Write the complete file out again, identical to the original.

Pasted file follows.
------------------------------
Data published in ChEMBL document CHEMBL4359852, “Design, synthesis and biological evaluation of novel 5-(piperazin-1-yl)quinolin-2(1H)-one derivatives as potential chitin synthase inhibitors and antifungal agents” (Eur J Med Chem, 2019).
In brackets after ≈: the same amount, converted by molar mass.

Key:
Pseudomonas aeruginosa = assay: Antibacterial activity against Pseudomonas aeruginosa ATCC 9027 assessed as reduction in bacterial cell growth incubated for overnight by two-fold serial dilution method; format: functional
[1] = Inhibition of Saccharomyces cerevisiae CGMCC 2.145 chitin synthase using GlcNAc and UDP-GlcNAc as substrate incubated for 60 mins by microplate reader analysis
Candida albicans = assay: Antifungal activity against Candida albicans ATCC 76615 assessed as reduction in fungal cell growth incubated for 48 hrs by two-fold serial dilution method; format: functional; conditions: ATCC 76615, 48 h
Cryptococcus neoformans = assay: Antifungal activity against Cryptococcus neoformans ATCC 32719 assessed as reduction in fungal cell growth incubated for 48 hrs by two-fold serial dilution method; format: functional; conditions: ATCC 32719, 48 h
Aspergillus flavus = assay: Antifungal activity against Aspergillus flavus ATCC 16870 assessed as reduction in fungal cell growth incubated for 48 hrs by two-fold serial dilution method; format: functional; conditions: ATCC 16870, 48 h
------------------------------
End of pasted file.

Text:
Data published in ChEMBL document CHEMBL4359852, “Design, synthesis and biological evaluation of novel 5-(piperazin-1-yl)quinolin-2(1H)-one derivatives as potential chitin synthase inhibitors and antifungal agents” (Eur J Med Chem, 2019).
In brackets after ≈: the same amount, converted by molar mass.

Key:
Pseudomonas aeruginosa = assay: Antibacterial activity against Pseudomonas aeruginosa ATCC 9027 assessed as reduction in bacterial cell growth incubated for overnight by two-fold serial dilution method; format: functional
[1] = Inhibition of Saccharomyces cerevisiae CGMCC 2.145 chitin synthase using GlcNAc and UDP-GlcNAc as substrate incubated for 60 mins by microplate reader analysis
Candida albicans = assay: Antifungal activity against Candida albicans ATCC 76615 assessed as reduction in fungal cell growth incubated for 48 hrs by two-fold serial dilution method; format: functional; conditions: ATCC 76615, 48 h
Cryptococcus neoformans = assay: Antifungal activity against Cryptococcus neoformans ATCC 32719 assessed as reduction in fungal cell growth incubated for 48 hrs by two-fold serial dilution method; format: functional; conditions: ATCC 32719, 48 h
Aspergillus flavus = assay: Antifungal activity against Aspergillus flavus ATCC 16870 assessed as reduction in fungal cell growth incubated for 48 hrs by two-fold serial dilution method; format: functional; conditions: ATCC 16870, 48 h